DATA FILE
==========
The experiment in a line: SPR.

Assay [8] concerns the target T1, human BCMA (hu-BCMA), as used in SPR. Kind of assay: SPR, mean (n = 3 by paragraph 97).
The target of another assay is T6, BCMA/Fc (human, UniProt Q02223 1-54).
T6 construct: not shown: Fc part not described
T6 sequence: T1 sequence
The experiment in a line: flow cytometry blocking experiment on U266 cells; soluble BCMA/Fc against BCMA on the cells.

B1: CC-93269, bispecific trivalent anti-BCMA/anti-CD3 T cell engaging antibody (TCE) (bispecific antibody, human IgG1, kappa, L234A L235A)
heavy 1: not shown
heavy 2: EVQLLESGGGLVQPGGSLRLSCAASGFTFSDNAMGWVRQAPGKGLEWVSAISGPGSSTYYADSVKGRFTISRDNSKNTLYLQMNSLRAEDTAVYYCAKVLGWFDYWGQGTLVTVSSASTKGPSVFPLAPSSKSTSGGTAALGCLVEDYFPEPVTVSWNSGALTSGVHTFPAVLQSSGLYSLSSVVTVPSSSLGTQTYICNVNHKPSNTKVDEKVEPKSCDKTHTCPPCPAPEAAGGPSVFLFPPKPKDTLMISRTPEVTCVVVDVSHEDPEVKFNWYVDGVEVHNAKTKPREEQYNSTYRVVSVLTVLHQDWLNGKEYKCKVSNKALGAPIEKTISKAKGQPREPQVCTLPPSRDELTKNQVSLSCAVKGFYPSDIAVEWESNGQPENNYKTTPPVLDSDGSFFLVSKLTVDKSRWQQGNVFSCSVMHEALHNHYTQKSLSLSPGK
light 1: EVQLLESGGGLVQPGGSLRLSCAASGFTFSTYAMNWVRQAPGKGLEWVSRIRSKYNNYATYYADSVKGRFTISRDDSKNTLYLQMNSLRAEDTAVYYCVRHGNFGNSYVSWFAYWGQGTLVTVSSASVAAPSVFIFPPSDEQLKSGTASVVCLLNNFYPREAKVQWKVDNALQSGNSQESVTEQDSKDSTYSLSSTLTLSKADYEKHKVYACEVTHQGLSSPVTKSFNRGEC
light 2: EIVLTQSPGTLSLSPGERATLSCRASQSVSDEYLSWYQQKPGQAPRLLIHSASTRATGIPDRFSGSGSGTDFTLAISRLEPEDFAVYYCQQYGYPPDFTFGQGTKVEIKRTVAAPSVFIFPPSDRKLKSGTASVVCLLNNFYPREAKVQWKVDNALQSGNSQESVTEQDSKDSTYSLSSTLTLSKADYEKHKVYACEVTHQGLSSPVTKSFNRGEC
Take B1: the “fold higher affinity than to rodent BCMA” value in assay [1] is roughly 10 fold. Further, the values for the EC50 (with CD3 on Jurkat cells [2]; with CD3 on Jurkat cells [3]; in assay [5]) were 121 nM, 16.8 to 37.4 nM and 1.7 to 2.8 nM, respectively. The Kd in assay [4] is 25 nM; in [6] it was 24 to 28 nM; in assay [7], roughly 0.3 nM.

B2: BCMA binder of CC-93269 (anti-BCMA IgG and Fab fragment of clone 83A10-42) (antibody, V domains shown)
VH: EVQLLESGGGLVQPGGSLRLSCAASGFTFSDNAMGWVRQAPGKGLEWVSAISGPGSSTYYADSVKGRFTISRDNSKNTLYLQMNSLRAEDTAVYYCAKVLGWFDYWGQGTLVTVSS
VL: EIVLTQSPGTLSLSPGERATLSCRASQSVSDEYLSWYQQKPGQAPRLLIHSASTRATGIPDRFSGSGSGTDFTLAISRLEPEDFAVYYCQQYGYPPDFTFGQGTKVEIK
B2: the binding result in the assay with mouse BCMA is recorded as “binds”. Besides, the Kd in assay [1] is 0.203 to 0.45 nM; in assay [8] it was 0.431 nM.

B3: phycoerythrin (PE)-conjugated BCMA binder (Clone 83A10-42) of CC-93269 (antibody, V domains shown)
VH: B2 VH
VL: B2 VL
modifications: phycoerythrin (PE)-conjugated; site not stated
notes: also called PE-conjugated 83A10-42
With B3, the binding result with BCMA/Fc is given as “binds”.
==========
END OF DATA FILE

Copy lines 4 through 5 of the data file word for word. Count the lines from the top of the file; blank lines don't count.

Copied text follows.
T6 construct: not shown: Fc part not described
T6 sequence: T1 sequence